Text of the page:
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  50th ICAAC
Boston, MA
September 12-15, 2010
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Once-Daily Nevirapine XR Noninferior to Continued Twice-Daily Nevirapine
  50th Interscience Conference on Antimicrobial Agents and Chemotherapy (ICAAC), September 12-15, 2010, Boston
Mark Mascolini
Six months after a switch from twice-daily immediate-release nevirapine (NVP IR) to the once-daily extended-release formulation (NVP XR), the once-daily regimen proved noninferior to continued twice-daily dosing in an open-label trial [1]. Three people (1%) randomized to NVP XR and none randomized to NVP IR dropped out because of side effects.
Study participants were adults taking twice-daily NVP IR for at least 18 weeks with a fixed-dose combination of tenofovir/emtricitabine (about 55%), abacavir/lamivudine (about 25%), or zidovudine/lamivudine (about 20%). Everyone had a viral load below 100 copies in the preceding 1 to 4 months and a load below 50 copies at screening. Study participants could not be taking a protease inhibitor and could not have used an investigational medication within 2 months. Women of child-bearing potential had to agree to use double-barrier contraception. Study participants could not have DAIDS grade 2 coagulation, hematology, or biochemistry values, grade 3 total triglycerides, or Child-Pugh stage B or C hepatic cirrhosis. The trial's primary endpoint was the proportion of people with a viral load below 50 copies at week 24 in a time-to-loss-of-virologic-response analysis.
Of 443 randomized and treated people, 295 switched to once-daily NVP XR and 148 maintained twice-daily NVP IR. Most study participants (84%) were men, and age averaged 47.5 years (+/- 9.7). Median pretreatment CD4 count stood at 530 in the NVP XR group and 542 in the NVP IR group. While 18.5% of study participants had taken NVP for under 1 year, 32.7% took the nonnucleoside for 1 to 3 years, 24.8% for 3 to 5 years, and 23.9% for more than 5 years. About one quarter of study participants had an AIDS diagnosis.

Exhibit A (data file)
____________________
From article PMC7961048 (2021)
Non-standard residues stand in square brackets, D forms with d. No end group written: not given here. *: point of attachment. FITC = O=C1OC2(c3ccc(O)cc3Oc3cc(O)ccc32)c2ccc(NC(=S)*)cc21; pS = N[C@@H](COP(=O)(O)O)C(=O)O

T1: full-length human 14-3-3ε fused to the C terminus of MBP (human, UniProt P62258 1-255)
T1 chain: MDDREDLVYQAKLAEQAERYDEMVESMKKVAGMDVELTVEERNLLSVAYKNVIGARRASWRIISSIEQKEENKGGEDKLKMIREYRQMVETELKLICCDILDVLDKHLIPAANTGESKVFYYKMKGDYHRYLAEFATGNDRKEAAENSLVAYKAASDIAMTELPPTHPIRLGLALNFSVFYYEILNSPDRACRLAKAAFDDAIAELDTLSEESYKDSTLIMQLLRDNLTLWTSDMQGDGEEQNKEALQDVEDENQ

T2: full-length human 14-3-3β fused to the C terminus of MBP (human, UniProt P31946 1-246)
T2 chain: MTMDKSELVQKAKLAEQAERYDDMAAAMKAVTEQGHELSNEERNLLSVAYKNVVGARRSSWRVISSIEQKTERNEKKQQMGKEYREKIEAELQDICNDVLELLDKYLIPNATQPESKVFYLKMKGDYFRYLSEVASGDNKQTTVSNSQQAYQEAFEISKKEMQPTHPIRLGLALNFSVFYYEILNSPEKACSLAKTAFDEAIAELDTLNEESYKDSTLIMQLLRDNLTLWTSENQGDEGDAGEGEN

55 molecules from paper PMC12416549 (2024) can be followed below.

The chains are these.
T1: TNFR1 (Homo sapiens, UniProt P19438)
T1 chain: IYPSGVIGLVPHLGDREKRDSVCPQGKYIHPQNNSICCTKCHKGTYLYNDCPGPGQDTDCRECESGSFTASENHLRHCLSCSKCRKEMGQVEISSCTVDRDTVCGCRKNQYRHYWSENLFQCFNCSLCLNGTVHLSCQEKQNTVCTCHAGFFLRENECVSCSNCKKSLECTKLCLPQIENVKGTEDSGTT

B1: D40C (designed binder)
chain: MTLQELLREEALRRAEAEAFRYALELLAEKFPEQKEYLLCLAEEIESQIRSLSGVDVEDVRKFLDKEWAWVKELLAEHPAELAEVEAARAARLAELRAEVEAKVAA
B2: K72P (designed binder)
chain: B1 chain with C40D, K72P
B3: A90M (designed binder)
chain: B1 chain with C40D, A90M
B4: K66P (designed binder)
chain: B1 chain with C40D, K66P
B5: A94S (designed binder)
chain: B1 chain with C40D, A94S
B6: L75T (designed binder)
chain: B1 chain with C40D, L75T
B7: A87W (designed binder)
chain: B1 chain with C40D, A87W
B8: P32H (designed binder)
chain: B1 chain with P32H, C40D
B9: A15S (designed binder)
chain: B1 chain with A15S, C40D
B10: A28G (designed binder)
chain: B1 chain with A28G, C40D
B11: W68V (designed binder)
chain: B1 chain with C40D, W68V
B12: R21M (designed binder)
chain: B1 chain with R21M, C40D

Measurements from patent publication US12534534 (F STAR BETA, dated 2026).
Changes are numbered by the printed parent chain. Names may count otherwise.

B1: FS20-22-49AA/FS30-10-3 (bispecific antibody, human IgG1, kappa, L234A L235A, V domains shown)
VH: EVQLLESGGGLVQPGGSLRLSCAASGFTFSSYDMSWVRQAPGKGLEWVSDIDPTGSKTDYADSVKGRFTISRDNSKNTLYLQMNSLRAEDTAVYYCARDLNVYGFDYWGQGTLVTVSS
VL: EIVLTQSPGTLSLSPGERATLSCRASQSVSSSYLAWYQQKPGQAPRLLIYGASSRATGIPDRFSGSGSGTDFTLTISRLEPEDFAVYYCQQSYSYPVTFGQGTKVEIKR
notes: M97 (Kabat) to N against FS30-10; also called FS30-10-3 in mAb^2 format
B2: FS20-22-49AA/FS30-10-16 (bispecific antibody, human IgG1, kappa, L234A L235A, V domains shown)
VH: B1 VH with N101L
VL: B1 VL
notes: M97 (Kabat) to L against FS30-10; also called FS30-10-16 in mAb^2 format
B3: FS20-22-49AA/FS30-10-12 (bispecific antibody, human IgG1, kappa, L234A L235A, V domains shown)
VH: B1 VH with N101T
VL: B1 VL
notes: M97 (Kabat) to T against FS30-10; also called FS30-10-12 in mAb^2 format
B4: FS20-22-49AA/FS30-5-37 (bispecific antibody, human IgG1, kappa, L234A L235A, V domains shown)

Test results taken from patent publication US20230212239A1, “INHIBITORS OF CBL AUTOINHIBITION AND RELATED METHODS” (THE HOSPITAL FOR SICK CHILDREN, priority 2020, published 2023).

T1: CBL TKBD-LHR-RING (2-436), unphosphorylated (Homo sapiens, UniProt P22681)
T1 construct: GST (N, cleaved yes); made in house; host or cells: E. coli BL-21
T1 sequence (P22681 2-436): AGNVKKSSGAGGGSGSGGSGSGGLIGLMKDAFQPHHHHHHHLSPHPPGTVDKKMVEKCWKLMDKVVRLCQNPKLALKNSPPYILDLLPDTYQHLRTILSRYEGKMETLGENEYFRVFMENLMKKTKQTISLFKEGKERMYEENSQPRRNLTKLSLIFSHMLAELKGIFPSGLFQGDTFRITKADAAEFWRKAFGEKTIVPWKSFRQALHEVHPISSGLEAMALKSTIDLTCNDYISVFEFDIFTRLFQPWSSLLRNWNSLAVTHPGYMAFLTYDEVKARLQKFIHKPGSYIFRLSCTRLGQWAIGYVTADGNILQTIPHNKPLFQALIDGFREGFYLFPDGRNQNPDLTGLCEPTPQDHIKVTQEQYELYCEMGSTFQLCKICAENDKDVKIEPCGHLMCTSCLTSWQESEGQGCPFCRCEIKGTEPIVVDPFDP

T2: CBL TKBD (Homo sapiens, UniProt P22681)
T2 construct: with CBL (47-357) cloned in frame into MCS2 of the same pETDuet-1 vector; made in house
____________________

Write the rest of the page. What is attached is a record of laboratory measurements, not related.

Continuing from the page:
Through 24 weeks, 7 people (2.4%) treated with NVP XR and 3 (2.0%) treated with NVP IR had discontinued study medication. No one taking NVP IR dropped out because of side effects, while 3 (1%) taking NVP XR stopped treatment because of side effects--gastrointestinal complaints, headache, and dizziness.
In the primary endpoint analysis, 276 of 295 people (93.6%) randomized to NVP XR and 137 of 148 (92.6%) randomized to NVP IR had a viral load below 50 copies at 24 weeks, a result establishing the noninferiority of NVP XR to continued NVP IR. For undetermined reasons, the response rate was substantially higher with NVP XR than NVP IR (97.3% versus 86.1%) in people taking NVP with abacavir/lamivudine. Overall time to loss of virologic response did not differ significantly between the two groups after statistical adjustment for background antiretrovirals. Treatment groups did not differ in median CD4-cell gain through 24 weeks--39.8 CD4s with NVP XR and 32.5 CD4s with NVP IR.
Investigator-defined drug-related adverse events occurred in 35 people (11.9%) taking NVP XR versus 3 (2.0%) taking NVP IR. Serious adverse events developed in 17 people (5.8%) taking NVP XR versus 4 (2.7%) taking NVP IR, but no serious adverse events were judged to be drug related. Grade 3 or 4 adverse events considered drug related affected only 1 person taking NVP XR and 2 taking NVP IR. Rash and "hepatic events" were recorded in 4 people (1.3%) taking NVP XR and in none taking NVP IR. Acute hepatitis developed in one person in the NVP XR group who had HCV infection.
1. Arasteh K, Ward D, Plettenberg A, et al. 24 Wk efficacy and safety of transitioning virologically stable HIV-1 patients from IR nevirapine 200 mg BID to nevirapine XR 400 mg QD (TRANxITION). 50th Interscience Conference on Antimicrobial Agents and Chemotherapy (ICAAC). September 12-15, 2010. Boston. Abstract H-207.